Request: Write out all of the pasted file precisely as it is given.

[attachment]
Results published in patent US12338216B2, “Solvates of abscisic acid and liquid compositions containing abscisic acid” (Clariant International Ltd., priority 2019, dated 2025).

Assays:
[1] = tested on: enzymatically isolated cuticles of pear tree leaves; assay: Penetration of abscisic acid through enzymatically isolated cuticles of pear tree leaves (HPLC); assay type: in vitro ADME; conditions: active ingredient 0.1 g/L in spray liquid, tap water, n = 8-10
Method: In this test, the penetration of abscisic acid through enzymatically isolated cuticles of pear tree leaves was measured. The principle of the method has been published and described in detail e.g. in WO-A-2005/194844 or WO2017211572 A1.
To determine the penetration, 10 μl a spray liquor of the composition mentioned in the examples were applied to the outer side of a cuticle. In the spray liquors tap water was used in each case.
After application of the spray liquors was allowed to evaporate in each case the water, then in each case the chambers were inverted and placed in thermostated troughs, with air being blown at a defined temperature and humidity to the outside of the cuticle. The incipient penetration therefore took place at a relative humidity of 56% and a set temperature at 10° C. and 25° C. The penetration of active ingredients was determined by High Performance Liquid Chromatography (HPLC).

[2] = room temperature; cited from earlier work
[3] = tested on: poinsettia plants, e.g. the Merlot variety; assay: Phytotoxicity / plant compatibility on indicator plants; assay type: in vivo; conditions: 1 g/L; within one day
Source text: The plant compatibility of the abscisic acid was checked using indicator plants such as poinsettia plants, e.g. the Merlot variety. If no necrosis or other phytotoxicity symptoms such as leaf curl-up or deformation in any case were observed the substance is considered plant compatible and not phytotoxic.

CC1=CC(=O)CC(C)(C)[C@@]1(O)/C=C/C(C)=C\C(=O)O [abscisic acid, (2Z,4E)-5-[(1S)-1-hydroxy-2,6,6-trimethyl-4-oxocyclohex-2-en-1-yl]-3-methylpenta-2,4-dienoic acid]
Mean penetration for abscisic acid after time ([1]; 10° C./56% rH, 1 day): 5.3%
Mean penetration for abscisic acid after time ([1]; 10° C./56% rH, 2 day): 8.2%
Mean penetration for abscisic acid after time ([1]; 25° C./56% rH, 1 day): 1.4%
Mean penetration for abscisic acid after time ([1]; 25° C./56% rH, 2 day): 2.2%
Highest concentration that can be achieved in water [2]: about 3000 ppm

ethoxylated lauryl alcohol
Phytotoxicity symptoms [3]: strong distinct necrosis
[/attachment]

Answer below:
Results published in patent US12338216B2, “Solvates of abscisic acid and liquid compositions containing abscisic acid” (Clariant International Ltd., priority 2019, dated 2025).

Assays:
[1] = tested on: enzymatically isolated cuticles of pear tree leaves; assay: Penetration of abscisic acid through enzymatically isolated cuticles of pear tree leaves (HPLC); assay type: in vitro ADME; conditions: active ingredient 0.1 g/L in spray liquid, tap water, n = 8-10
Method: In this test, the penetration of abscisic acid through enzymatically isolated cuticles of pear tree leaves was measured. The principle of the method has been published and described in detail e.g. in WO-A-2005/194844 or WO2017211572 A1.
To determine the penetration, 10 μl a spray liquor of the composition mentioned in the examples were applied to the outer side of a cuticle. In the spray liquors tap water was used in each case.
After application of the spray liquors was allowed to evaporate in each case the water, then in each case the chambers were inverted and placed in thermostated troughs, with air being blown at a defined temperature and humidity to the outside of the cuticle. The incipient penetration therefore took place at a relative humidity of 56% and a set temperature at 10° C. and 25° C. The penetration of active ingredients was determined by High Performance Liquid Chromatography (HPLC).

[2] = room temperature; cited from earlier work
[3] = tested on: poinsettia plants, e.g. the Merlot variety; assay: Phytotoxicity / plant compatibility on indicator plants; assay type: in vivo; conditions: 1 g/L; within one day
Source text: The plant compatibility of the abscisic acid was checked using indicator plants such as poinsettia plants, e.g. the Merlot variety. If no necrosis or other phytotoxicity symptoms such as leaf curl-up or deformation in any case were observed the substance is considered plant compatible and not phytotoxic.

CC1=CC(=O)CC(C)(C)[C@@]1(O)/C=C/C(C)=C\C(=O)O [abscisic acid, (2Z,4E)-5-[(1S)-1-hydroxy-2,6,6-trimethyl-4-oxocyclohex-2-en-1-yl]-3-methylpenta-2,4-dienoic acid]
Mean penetration for abscisic acid after time ([1]; 10° C./56% rH, 1 day): 5.3%
Mean penetration for abscisic acid after time ([1]; 10° C./56% rH, 2 day): 8.2%
Mean penetration for abscisic acid after time ([1]; 25° C./56% rH, 1 day): 1.4%
Mean penetration for abscisic acid after time ([1]; 25° C./56% rH, 2 day): 2.2%
Highest concentration that can be achieved in water [2]: about 3000 ppm

ethoxylated lauryl alcohol
Phytotoxicity symptoms [3]: strong distinct necrosis